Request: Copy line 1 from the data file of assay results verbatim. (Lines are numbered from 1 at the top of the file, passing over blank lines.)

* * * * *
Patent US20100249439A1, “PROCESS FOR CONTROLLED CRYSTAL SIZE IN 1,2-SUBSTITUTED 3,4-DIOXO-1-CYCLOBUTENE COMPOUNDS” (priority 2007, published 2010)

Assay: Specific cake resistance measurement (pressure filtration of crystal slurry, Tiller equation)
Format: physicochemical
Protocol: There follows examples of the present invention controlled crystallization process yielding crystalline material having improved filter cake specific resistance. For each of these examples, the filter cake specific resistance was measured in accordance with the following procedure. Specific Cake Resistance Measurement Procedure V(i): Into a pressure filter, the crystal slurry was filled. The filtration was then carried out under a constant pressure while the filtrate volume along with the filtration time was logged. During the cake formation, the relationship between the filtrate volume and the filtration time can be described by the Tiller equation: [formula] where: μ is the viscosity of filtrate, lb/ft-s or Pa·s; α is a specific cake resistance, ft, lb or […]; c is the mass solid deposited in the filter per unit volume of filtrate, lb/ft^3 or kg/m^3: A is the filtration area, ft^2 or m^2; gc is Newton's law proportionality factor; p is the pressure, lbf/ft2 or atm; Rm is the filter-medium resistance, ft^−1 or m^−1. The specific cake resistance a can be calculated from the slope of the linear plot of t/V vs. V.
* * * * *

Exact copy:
Patent US20100249439A1, “PROCESS FOR CONTROLLED CRYSTAL SIZE IN 1,2-SUBSTITUTED 3,4-DIOXO-1-CYCLOBUTENE COMPOUNDS” (priority 2007, published 2010)